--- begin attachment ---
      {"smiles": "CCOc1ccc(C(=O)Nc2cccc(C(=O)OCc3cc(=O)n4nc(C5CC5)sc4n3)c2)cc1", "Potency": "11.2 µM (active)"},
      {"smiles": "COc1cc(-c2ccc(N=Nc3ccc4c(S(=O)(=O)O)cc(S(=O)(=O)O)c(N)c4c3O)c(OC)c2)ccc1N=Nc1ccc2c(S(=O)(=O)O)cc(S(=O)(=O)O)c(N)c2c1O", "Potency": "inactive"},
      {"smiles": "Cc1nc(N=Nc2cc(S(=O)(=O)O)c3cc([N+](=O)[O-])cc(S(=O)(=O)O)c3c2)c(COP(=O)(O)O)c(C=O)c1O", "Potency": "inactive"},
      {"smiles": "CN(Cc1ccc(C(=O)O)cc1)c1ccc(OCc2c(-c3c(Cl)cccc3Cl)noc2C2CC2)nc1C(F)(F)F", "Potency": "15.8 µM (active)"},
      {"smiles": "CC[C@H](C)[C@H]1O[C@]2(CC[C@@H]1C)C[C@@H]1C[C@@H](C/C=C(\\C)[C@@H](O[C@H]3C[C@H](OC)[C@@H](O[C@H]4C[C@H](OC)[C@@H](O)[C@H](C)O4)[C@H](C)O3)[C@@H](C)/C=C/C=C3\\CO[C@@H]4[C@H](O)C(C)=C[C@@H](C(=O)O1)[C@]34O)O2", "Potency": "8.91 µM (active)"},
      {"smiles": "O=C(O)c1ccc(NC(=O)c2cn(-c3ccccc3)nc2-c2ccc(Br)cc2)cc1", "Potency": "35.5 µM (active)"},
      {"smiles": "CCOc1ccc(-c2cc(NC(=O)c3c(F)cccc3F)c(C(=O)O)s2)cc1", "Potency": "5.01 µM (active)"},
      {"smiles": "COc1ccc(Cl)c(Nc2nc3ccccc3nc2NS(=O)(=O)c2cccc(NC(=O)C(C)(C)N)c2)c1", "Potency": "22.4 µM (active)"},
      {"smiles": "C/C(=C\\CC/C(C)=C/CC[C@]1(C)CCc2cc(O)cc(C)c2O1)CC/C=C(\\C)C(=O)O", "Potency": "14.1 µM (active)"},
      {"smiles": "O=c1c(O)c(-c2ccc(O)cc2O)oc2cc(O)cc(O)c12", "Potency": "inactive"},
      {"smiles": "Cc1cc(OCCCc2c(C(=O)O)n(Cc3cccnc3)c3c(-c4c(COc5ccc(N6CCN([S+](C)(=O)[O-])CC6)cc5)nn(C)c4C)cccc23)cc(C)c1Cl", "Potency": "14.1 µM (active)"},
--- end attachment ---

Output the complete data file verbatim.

      {"smiles": "CCOc1ccc(C(=O)Nc2cccc(C(=O)OCc3cc(=O)n4nc(C5CC5)sc4n3)c2)cc1", "Potency": "11.2 µM (active)"},
      {"smiles": "COc1cc(-c2ccc(N=Nc3ccc4c(S(=O)(=O)O)cc(S(=O)(=O)O)c(N)c4c3O)c(OC)c2)ccc1N=Nc1ccc2c(S(=O)(=O)O)cc(S(=O)(=O)O)c(N)c2c1O", "Potency": "inactive"},
      {"smiles": "Cc1nc(N=Nc2cc(S(=O)(=O)O)c3cc([N+](=O)[O-])cc(S(=O)(=O)O)c3c2)c(COP(=O)(O)O)c(C=O)c1O", "Potency": "inactive"},
      {"smiles": "CN(Cc1ccc(C(=O)O)cc1)c1ccc(OCc2c(-c3c(Cl)cccc3Cl)noc2C2CC2)nc1C(F)(F)F", "Potency": "15.8 µM (active)"},
      {"smiles": "CC[C@H](C)[C@H]1O[C@]2(CC[C@@H]1C)C[C@@H]1C[C@@H](C/C=C(\\C)[C@@H](O[C@H]3C[C@H](OC)[C@@H](O[C@H]4C[C@H](OC)[C@@H](O)[C@H](C)O4)[C@H](C)O3)[C@@H](C)/C=C/C=C3\\CO[C@@H]4[C@H](O)C(C)=C[C@@H](C(=O)O1)[C@]34O)O2", "Potency": "8.91 µM (active)"},
      {"smiles": "O=C(O)c1ccc(NC(=O)c2cn(-c3ccccc3)nc2-c2ccc(Br)cc2)cc1", "Potency": "35.5 µM (active)"},
      {"smiles": "CCOc1ccc(-c2cc(NC(=O)c3c(F)cccc3F)c(C(=O)O)s2)cc1", "Potency": "5.01 µM (active)"},
      {"smiles": "COc1ccc(Cl)c(Nc2nc3ccccc3nc2NS(=O)(=O)c2cccc(NC(=O)C(C)(C)N)c2)c1", "Potency": "22.4 µM (active)"},
      {"smiles": "C/C(=C\\CC/C(C)=C/CC[C@]1(C)CCc2cc(O)cc(C)c2O1)CC/C=C(\\C)C(=O)O", "Potency": "14.1 µM (active)"},
      {"smiles": "O=c1c(O)c(-c2ccc(O)cc2O)oc2cc(O)cc(O)c12", "Potency": "inactive"},
      {"smiles": "Cc1cc(OCCCc2c(C(=O)O)n(Cc3cccnc3)c3c(-c4c(COc5ccc(N6CCN([S+](C)(=O)[O-])CC6)cc5)nn(C)c4C)cccc23)cc(C)c1Cl", "Potency": "14.1 µM (active)"},